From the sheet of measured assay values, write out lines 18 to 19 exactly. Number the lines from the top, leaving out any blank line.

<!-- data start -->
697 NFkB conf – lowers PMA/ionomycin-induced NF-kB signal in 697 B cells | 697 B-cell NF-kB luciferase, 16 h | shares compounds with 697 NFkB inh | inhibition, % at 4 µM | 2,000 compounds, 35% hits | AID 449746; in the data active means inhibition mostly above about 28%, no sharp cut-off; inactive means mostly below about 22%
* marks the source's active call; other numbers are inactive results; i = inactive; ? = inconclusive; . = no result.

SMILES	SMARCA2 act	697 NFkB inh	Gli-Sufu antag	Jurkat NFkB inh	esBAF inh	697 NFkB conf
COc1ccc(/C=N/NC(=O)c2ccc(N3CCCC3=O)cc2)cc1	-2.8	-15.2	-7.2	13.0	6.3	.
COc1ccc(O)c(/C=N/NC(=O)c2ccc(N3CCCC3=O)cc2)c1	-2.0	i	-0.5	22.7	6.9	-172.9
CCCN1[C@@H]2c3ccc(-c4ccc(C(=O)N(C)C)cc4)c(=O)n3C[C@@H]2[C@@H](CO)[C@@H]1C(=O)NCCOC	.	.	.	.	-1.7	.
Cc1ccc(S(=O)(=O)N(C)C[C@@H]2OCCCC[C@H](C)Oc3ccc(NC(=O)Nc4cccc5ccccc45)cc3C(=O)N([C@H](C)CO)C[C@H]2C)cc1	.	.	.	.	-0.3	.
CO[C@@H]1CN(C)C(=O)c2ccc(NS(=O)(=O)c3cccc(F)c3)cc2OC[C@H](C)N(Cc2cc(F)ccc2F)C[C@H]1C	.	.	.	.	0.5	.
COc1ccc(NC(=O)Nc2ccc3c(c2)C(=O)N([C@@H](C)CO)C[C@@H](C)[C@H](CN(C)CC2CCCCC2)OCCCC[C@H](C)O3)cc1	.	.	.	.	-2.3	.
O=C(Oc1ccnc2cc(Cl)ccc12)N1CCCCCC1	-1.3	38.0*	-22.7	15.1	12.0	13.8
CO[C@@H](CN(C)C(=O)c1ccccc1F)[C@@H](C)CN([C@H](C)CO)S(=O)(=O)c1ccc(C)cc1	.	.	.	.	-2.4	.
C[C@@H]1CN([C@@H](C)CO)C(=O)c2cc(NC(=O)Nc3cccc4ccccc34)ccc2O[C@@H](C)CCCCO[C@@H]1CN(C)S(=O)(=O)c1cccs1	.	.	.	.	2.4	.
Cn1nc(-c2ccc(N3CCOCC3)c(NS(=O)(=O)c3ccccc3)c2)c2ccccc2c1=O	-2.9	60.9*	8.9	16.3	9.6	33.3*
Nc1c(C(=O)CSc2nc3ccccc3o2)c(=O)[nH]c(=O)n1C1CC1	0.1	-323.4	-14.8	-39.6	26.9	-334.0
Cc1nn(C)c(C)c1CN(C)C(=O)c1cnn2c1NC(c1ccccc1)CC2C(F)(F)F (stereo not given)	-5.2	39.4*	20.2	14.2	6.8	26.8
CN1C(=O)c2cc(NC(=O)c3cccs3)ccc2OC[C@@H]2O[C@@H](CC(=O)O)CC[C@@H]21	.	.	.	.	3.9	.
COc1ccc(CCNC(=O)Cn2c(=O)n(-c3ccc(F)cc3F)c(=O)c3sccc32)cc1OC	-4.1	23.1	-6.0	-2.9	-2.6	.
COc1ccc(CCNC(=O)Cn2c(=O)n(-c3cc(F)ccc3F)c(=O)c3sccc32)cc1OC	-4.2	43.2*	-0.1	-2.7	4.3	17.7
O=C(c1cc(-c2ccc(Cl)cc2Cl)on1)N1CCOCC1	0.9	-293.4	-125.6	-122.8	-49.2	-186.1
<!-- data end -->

COc1ccc(CCNC(=O)Cn2c(=O)n(-c3cc(F)ccc3F)c(=O)c3sccc32)cc1OC	-4.2	43.2*	-0.1	-2.7	4.3	17.7
O=C(c1cc(-c2ccc(Cl)cc2Cl)on1)N1CCOCC1	0.9	-293.4	-125.6	-122.8	-49.2	-186.1